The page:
Your anguish is normal, and may be quite healthy now that you are aware of what your feelings are trying to tell you. Gradually, you will find a place of stability and comfort. But it will take time. Have faith in the process, as you will come out OK in the end.

    M

    ReplyDelete
  3. AQV you think this is about social stigma for me?? Hardly. I also fail to see how paraphilia or location target error is superior to gender disphoria. Sounds like you've been reading too much blanchard and lawrence. The entire point is living comfortably in your own skin with an incurable condition that actually complicates your life in many ways. Of course there are rewards as well.

    No need to always be an "agent provocateur"

    Marian - thank you I agree...

    ReplyDelete

Post a Comment

Popular posts from this blog

One transgender woman's take on AGP

This entry from the transhealth website dates back to 2001 and it offers a very nice dissection of the now mostly debunked but still controversial AGP theory and how this transgender woman could care two cents about it. People who have been trying to marginalize the experience of gynephilic transwomen have pushed for the stigmatizing idea that they are actually perverted men. Well this soul, who couldn't give a hoot either way, isn't buying any of it and her frankness at times had me chuckling to myself as I read her posting. If we ever met I would give her a hug for seeing through the BS but mostly for being herself: "About a year ago I was reading on Dr. Anne Lawrence’s site about a new theory of the origin of trans called “autogynephilia.” This theory asserts that many trans women—and transsexual women in particular—desire reassignment surgery because they are eroticizing the feminization of their bodies. The first thing that struck me about it, of course, was t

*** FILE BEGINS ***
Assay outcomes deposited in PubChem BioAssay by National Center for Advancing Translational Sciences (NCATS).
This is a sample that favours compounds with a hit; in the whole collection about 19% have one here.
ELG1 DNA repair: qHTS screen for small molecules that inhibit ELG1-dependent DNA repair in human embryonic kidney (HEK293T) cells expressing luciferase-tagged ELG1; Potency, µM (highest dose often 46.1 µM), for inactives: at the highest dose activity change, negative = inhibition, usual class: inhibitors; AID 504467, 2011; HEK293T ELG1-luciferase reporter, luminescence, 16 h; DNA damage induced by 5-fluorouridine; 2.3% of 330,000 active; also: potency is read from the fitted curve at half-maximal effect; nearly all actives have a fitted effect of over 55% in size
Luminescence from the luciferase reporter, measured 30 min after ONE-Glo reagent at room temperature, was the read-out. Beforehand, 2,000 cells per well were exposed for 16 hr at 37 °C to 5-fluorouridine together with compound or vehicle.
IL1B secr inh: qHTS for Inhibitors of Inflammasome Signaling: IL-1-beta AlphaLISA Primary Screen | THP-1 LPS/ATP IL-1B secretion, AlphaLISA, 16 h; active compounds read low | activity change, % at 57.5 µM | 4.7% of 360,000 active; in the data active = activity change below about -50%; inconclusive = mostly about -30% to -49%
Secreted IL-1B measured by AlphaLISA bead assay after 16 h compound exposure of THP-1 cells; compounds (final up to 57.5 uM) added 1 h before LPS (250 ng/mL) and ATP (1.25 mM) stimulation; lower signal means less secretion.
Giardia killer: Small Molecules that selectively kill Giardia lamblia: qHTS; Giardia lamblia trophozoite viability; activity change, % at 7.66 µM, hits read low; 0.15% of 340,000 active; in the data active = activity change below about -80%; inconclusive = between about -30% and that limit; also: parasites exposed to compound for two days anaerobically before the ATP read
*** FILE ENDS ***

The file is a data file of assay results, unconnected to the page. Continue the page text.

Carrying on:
Never Say Never....

 I was certain that I would never post here again and yet, here I am. It’s been several years, and life has changed me yet again. I have burrowed further into my psyche to discover more internal truths about myself all in the silence of a life lived with more periods of reflective solitude than ever before. After attempting for many years to be a problem solver for others, I needed to dig deeply to discover who I was, which should be a necessity for all people and an absolute imperative for those of us who dare rub against the grain of conventional society. The most important thing we can do for ourselves is honor the internal voice which has driven us since childhood. That whisper which we were compelled to ignore through our initial indoctrination must be listened to again for guidance. I knew I had spent too long heeding messaging that wasn’t working for me as a trans person, and it was time to stop. For the world gleefully basks in a level ignorance and hypocrisy we are not abl

my last post

This will be my last blog post. When I wrote recently that this blog had another seven years of life in it I was trying to convince myself that it was true. It was in fact a little bit of self delusion. With almost 3,000 posts to date I have accomplished what I set out to do which was to heal myself and in the process share some of the struggle I had been through with others on the chance they might find some value in my words. After seven years of writing, my life still isn't perfect; no one's is. But I have discovered a path forward completely free of the trappings which society would have had me adopt so I could fit in. Over the last 25 years of my life I have turned over every stone I could find while exploring this topic and in the process realized that we haven't even begun to scratch the surface of this deeply complex subject. What I have ultimately learned is that my instincts have more value than what someone who isn't gender dysphoric writes about me. We